‘Mope’ by Caroline Bird

Sometimes the day goes silent, mouths
move in the street, people change, glide,
the click of a new slide in the projector,
chewing gum loses its flavour, people
kiss now, talk later, watch through glass,
pass through, pasteurise, curtains twitch
behind averted eyes, everyone is looking
for a word that isn’t love, because love
is loud and the roads are blanketed,
we pick up the phone just to listen.
It takes research, graphs, ammunition
to say goodbye, each sentence
requires a hundred more, but darling,
my tongue is sore, I want to lie you down,
here on the pavement, put my head on your neck
like there’s a geyser beneath us
that could flood the whole town.
Sometimes the day stops, people freeze,
one foot on the bus, or standing in crowds
holding bottles in the air, like realizing
your skirt has been unravelling since breakfast,
and the day empties out,
lifts upside down, shakes like a purse,
my lip is burnt, my clothes smell of smoke again
and I love you. It’s raining. Just look at the rain.

from Trouble Came to the Turnip by Caroline Bird, which has been shortlisted this week for the Dylan Thomas Prize. She’s 22 years old, lives in Oxford. I think this poem is about me. Just kidding. I like the part where she says “pasteurise.” The last line makes me feel squirmy and embarrassed but then I chide myself for shutting myself off from love and the world. I like how this song samples Suicide. I have completely lost the ability to be productive for more than eight minutes at a time.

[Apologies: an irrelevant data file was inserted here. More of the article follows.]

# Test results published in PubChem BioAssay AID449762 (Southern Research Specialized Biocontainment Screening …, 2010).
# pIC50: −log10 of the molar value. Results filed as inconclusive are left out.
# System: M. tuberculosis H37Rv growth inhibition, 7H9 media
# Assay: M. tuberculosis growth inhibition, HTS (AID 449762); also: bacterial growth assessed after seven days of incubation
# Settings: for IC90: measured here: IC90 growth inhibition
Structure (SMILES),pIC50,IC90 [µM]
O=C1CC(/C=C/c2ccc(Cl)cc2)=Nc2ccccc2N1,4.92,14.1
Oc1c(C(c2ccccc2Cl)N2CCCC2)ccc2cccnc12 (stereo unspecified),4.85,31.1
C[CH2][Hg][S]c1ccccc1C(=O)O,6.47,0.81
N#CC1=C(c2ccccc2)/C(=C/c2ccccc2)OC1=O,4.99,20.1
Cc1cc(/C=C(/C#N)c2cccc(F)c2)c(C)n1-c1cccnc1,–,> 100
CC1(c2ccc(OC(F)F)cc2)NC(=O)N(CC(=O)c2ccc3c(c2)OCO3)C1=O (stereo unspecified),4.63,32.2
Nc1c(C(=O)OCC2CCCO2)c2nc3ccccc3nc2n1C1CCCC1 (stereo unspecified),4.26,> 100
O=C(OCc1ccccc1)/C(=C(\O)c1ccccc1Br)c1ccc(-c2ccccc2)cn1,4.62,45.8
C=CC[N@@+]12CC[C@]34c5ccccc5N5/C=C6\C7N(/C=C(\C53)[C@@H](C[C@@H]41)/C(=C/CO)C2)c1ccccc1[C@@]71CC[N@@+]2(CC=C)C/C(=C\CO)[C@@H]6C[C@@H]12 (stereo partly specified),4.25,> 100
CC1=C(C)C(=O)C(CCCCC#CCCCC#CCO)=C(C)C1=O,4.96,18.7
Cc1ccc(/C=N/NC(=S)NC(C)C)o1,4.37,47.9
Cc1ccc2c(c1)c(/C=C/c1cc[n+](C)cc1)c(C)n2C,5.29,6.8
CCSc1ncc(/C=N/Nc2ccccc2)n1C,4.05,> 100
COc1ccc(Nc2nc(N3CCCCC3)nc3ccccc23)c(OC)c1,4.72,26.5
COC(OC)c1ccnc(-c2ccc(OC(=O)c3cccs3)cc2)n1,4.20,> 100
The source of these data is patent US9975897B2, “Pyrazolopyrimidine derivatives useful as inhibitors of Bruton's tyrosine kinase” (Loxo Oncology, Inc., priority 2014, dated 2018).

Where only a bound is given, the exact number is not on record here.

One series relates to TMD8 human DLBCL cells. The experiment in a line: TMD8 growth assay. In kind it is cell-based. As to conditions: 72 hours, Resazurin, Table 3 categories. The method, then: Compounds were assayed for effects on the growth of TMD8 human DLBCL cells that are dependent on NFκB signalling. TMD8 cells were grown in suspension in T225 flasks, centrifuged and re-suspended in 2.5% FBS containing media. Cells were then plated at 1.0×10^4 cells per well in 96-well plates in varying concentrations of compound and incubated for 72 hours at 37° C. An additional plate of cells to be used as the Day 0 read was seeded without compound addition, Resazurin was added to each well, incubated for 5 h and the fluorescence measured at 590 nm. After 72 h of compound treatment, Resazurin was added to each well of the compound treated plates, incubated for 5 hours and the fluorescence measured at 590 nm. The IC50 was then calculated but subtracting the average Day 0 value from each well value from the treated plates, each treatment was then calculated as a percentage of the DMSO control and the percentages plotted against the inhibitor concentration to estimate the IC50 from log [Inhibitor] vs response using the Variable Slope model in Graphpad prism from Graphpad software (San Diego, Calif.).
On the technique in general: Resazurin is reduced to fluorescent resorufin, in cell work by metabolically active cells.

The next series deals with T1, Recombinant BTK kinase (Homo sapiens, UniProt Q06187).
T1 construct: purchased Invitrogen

UPDATE: The more I think about it, the less I like this poem. “Pasteurise” is ruined by rhyming with “averted eyes.” I keep almost being excited about a skirt unraveling since breakfast until I realize how… boring it is. Her clothes smell like smoke because she was in a gastropub with other poets, not because she was kneeling over a lamb burning in a ritual pyre, as she should have been.

Here is a sexist response poem I am about to write to expunge her “rain” from my “brain”:

My skirt has been unraveling since
The steak burnt
In umbrage. Oxford is a sex-stuffed boulevard.
We are not friends. Your carpal tunnel
Syndrome is not sexy.
The dons don’t like dub.

Genesis P. Orridge is nonvegan.
My boyfriend is a Welsch scholar.
My girlfriend has Celtic thighs.
Freud’s afternoons in Oxbridge were like a pair of couches fucking.
Nobody’s blood is shooting up your nose.

Milk through a high-pressure nozzle
Hits newsprint with a sound like rain.
Your jumper hits the floor.
Is this poem going to draw a lawsuit?
Will you meet me, naked, in Santa Cruz?
Naked? British? Lonely? Unhinged? Sober?

A shaved ferret weeps openly on Mother’s Day.
A woman has drawn heiroglyphs in Sharpie on Damon Albarn’s throbbing erection.

San Francisco, 2008